In determining disability, the Commissioner, through the ALJ, works through a five-step sequential evaluation process.[1] The burden rests upon plaintiff throughout the first four steps of this five-step process to prove disability, and if plaintiff is successful in sustaining her burden at each of the first four levels, then the burden shifts to the Commissioner at step five.[2] First, plaintiff must prove she is not currently engaged in substantial gainful activity.[3] Second, plaintiff must prove her impairment is "severe" in that it "significantly limits [her] physical or mental ability to do basic work activities...."[4] At step three the ALJ must conclude plaintiff is disabled if she proves that her impairments meet or are medically equivalent to one of the impairments listed at 20 C.F.R. Part 404, Subpart P, App. 1, §§ 1.00-114.09 (2010).[5] If plaintiff does not meet this burden, at step four she must prove that she is incapable of meeting the physical and mental demands of her past relevant work.[6] At step five, the burden shifts to the Commissioner to prove, considering plaintiff's residual functional capacity, age, education and past work experience, that she is capable of performing other work.[7] If the Commissioner proves other work exists which plaintiff can perform, plaintiff is given the chance to prove that she cannot, in fact, perform that work.[8]

The court considers on appeal whether the Commissioner's final decision is supported by substantial evidence and whether the Commissioner used the correct legal standard. Crowley v. Apfel, 197 F.3d 194, 196 (5th Cir. 1999), citing Austin v. Shalala, 994 F.2d 1170 (5th Cir. 1993); Villa v. Sullivan, 895 F.2d 1019, 1021 (5th Cir. 1990). The court has the responsibility to scrutinize the entire record to determine whether the ALJ's decision was supported by substantial evidence and whether the proper legal standards were applied in reviewing the claim. Ransom v. Heckler, 715 F.2d 989, 992 (5th Cir. 1983). The court has limited power of review and may not reweigh the evidence or substitute its judgment for that of the Commissioner, [9] even if it finds that the evidence leans against the Commissioner's decision.[10] The Fifth Circuit has held that substantial evidence is "more than a scintilla, less than a preponderance, and is such relevant evidence as a reasonable mind might accept as adequate to support a conclusion." Crowley v. Apfel, 197 F.3d 194, 197 (5th Cir. 1999) (citation omitted). Conflicts in the evidence are for the Commissioner to decide, and if there is substantial evidence to support the decision, it must be affirmed even if there is evidence on the other side. Selders v. Sullivan, 914 F.2d 614, 617 (5th Cir. 1990). The court's inquiry is whether the record, as a whole, provides sufficient evidence that would allow a reasonable mind to accept the conclusions of the ALJ. Richardson v. Perales, 402 U.S. 389, 401 (1971). "If supported by substantial evidence, the decision of the [Commissioner] is conclusive and must be affirmed." Paul v. Shalala, 29 F.3d 208, 210 (5th Cir. 1994), citing Richardson v. Perales, 402 U.S. 389, 390, 28 L.Ed.2d 842 (1971).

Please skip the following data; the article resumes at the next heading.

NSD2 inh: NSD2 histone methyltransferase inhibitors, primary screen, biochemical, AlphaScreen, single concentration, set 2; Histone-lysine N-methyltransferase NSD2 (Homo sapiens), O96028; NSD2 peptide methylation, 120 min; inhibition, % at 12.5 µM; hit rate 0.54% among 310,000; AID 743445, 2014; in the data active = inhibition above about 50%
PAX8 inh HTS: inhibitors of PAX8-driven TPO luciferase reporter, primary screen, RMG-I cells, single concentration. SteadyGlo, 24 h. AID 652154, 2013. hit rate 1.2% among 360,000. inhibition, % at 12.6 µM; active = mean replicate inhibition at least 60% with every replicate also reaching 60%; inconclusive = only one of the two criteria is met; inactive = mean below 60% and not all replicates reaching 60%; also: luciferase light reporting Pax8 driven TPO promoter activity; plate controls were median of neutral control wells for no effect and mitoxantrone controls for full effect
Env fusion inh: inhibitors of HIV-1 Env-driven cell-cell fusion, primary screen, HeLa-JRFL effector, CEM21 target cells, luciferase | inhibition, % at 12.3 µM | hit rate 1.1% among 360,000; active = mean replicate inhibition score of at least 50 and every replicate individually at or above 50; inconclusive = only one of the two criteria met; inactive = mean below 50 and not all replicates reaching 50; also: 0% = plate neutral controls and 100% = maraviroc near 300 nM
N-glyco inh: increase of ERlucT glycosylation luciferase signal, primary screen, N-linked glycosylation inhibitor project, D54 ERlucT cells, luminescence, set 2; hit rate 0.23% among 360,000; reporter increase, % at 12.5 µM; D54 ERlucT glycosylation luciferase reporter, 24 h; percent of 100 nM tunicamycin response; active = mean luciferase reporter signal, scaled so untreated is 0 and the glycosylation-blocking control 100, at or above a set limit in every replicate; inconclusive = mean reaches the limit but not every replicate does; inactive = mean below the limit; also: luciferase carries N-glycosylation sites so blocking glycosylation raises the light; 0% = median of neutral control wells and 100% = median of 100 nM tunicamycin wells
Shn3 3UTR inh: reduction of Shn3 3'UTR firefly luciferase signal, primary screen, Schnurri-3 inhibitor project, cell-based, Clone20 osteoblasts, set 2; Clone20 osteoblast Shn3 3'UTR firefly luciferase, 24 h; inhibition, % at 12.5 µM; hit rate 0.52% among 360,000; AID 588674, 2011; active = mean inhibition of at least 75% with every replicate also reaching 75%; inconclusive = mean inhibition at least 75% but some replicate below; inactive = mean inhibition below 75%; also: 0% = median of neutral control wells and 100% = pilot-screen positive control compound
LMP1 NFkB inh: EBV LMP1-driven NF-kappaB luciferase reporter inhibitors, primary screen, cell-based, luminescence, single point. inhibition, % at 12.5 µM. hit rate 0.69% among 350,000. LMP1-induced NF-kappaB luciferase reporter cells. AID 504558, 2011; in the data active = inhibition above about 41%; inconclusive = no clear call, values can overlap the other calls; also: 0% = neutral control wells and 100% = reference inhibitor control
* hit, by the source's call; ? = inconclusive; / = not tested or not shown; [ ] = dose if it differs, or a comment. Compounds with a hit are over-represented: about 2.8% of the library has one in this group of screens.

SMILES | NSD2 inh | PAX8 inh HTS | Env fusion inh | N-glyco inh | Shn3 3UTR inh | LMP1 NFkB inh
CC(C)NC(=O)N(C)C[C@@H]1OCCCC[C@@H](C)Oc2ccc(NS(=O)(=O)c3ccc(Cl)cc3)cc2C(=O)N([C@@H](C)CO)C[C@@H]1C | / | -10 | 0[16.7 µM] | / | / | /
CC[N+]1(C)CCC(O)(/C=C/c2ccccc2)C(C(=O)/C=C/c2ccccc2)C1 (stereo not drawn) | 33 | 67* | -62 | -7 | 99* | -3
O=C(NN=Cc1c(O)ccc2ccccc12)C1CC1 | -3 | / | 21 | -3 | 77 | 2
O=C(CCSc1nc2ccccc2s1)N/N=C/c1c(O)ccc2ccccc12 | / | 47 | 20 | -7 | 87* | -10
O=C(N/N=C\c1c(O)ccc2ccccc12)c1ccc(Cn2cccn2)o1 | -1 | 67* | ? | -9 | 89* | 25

Plaintiff contends on appeal that the ALJ's decision to discount her treating physician's opinions resulted in an RFC finding that is not supported by substantial evidence. Docket 16, p.

7. Dr. Mark Ramsey had been the plaintiff's treating physician for at least four years on the date of the hearing. Docket 9, p. 285. The ALJ gave Dr. Ramsey's opinion little weight, emphasizing that "Dr. Ramsey is not a psychiatric expert because he is not even a psychiatrist or a psychologist." Docket 9, p. 12. And stating again, "[Dr. Ramsey's] opinion was not based on a mental status evaluation and ...